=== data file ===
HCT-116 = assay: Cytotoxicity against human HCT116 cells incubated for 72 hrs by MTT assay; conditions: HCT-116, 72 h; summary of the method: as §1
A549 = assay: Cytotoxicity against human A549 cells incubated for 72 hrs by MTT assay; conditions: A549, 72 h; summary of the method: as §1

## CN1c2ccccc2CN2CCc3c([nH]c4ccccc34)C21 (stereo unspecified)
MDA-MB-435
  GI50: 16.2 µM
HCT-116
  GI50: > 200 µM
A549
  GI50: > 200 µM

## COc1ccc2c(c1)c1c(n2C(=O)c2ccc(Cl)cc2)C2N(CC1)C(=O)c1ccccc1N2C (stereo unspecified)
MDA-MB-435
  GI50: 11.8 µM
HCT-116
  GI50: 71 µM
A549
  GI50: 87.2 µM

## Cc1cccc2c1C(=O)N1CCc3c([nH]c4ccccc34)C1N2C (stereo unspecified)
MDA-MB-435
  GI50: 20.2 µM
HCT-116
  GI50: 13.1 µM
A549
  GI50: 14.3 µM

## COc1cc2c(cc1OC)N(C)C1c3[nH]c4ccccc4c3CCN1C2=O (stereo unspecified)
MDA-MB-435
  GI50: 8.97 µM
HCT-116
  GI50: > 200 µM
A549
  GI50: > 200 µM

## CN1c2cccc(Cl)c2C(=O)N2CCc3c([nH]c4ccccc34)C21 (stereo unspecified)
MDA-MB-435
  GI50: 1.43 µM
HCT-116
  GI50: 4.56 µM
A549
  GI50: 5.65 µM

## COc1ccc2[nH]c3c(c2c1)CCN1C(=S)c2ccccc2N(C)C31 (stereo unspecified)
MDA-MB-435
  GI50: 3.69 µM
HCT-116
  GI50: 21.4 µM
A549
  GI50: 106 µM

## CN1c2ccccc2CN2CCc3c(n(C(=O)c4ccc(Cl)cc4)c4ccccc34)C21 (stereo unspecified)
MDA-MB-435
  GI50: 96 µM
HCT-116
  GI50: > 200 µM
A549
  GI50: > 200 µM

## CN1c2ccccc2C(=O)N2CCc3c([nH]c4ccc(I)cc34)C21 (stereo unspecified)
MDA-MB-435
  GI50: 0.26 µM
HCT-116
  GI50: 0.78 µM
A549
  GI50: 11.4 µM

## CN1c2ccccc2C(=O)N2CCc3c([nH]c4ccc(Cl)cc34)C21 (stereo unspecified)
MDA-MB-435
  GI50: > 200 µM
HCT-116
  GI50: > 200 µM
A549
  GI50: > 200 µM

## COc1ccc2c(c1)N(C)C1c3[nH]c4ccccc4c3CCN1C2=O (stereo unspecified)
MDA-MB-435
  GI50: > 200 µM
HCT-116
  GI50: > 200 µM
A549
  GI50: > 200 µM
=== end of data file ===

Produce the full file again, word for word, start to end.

HCT-116 = assay: Cytotoxicity against human HCT116 cells incubated for 72 hrs by MTT assay; conditions: HCT-116, 72 h; summary of the method: as §1
A549 = assay: Cytotoxicity against human A549 cells incubated for 72 hrs by MTT assay; conditions: A549, 72 h; summary of the method: as §1

## CN1c2ccccc2CN2CCc3c([nH]c4ccccc34)C21 (stereo unspecified)
MDA-MB-435
  GI50: 16.2 µM
HCT-116
  GI50: > 200 µM
A549
  GI50: > 200 µM

## COc1ccc2c(c1)c1c(n2C(=O)c2ccc(Cl)cc2)C2N(CC1)C(=O)c1ccccc1N2C (stereo unspecified)
MDA-MB-435
  GI50: 11.8 µM
HCT-116
  GI50: 71 µM
A549
  GI50: 87.2 µM

## Cc1cccc2c1C(=O)N1CCc3c([nH]c4ccccc34)C1N2C (stereo unspecified)
MDA-MB-435
  GI50: 20.2 µM
HCT-116
  GI50: 13.1 µM
A549
  GI50: 14.3 µM

## COc1cc2c(cc1OC)N(C)C1c3[nH]c4ccccc4c3CCN1C2=O (stereo unspecified)
MDA-MB-435
  GI50: 8.97 µM
HCT-116
  GI50: > 200 µM
A549
  GI50: > 200 µM

## CN1c2cccc(Cl)c2C(=O)N2CCc3c([nH]c4ccccc34)C21 (stereo unspecified)
MDA-MB-435
  GI50: 1.43 µM
HCT-116
  GI50: 4.56 µM
A549
  GI50: 5.65 µM

## COc1ccc2[nH]c3c(c2c1)CCN1C(=S)c2ccccc2N(C)C31 (stereo unspecified)
MDA-MB-435
  GI50: 3.69 µM
HCT-116
  GI50: 21.4 µM
A549
  GI50: 106 µM

## CN1c2ccccc2CN2CCc3c(n(C(=O)c4ccc(Cl)cc4)c4ccccc34)C21 (stereo unspecified)
MDA-MB-435
  GI50: 96 µM
HCT-116
  GI50: > 200 µM
A549
  GI50: > 200 µM

## CN1c2ccccc2C(=O)N2CCc3c([nH]c4ccc(I)cc34)C21 (stereo unspecified)
MDA-MB-435
  GI50: 0.26 µM
HCT-116
  GI50: 0.78 µM
A549
  GI50: 11.4 µM

## CN1c2ccccc2C(=O)N2CCc3c([nH]c4ccc(Cl)cc34)C21 (stereo unspecified)
MDA-MB-435
  GI50: > 200 µM
HCT-116
  GI50: > 200 µM
A549
  GI50: > 200 µM

## COc1ccc2c(c1)N(C)C1c3[nH]c4ccccc4c3CCN1C2=O (stereo unspecified)
MDA-MB-435
  GI50: > 200 µM
HCT-116
  GI50: > 200 µM
A549
  GI50: > 200 µM